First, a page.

[janet gunter]

It may seem absurd but when I finally returned to California to see my parents in January this year, after two years of not seeing them due to the pandemic and being disabled by it, one of the things that struck me most about arriving in their house was the lack of ice in the freezer.

I grew up in the Midwest of the US, where access to unlimited ice is some strange human right. That along with unlimited ketchup, sugar packets, napkins. Doesn’t really matter what season it is. If the drink isn’t hot, it comes smothered in ice.

As a child, I learned that people in other parts of the world have a different relationship to ice.


A while ago, I “quit” international development. I never considered myself an “aid worker”, but I’d spent 5 years in total working internationally in the sector.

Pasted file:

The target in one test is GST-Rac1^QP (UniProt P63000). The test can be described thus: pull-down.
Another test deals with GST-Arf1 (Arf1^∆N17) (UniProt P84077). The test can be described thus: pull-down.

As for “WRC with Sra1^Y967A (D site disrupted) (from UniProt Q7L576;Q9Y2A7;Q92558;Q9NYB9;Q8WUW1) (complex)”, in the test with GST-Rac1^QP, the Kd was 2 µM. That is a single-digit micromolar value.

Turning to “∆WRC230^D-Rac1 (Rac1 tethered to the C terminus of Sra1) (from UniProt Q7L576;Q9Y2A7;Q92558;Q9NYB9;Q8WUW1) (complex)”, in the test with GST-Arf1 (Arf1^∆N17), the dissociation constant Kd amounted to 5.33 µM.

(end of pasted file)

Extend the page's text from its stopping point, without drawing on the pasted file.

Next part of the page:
Mostly at “headquarters” but partly “in the field”. I’d grown tired.

At the time I wrote an unsigned “Dear John” letter to development which stated “no amount of earnest critique, satire, or wounded camaraderie” could help me stay on.

People ask me how I did it. I am always surprised when people approach me for this kind of coaching. While I am happier and more stable than I can remember in my adult life, I remind people I am by no means materially better off.

So. This will not help you decide how to make money or choose a new career. If you are looking for advice about how to feel ok again, and (re)construct meaning in your life after working in international development here are some tips.


Living in East Timor, a far-away, post-colonial place (not my own city which lived its own fraught history), I became fascinated with the gaps in history.

What is told? What isn’t told? Amateur oral histories led me to the archives, which led me to ethnography, a form of translation.


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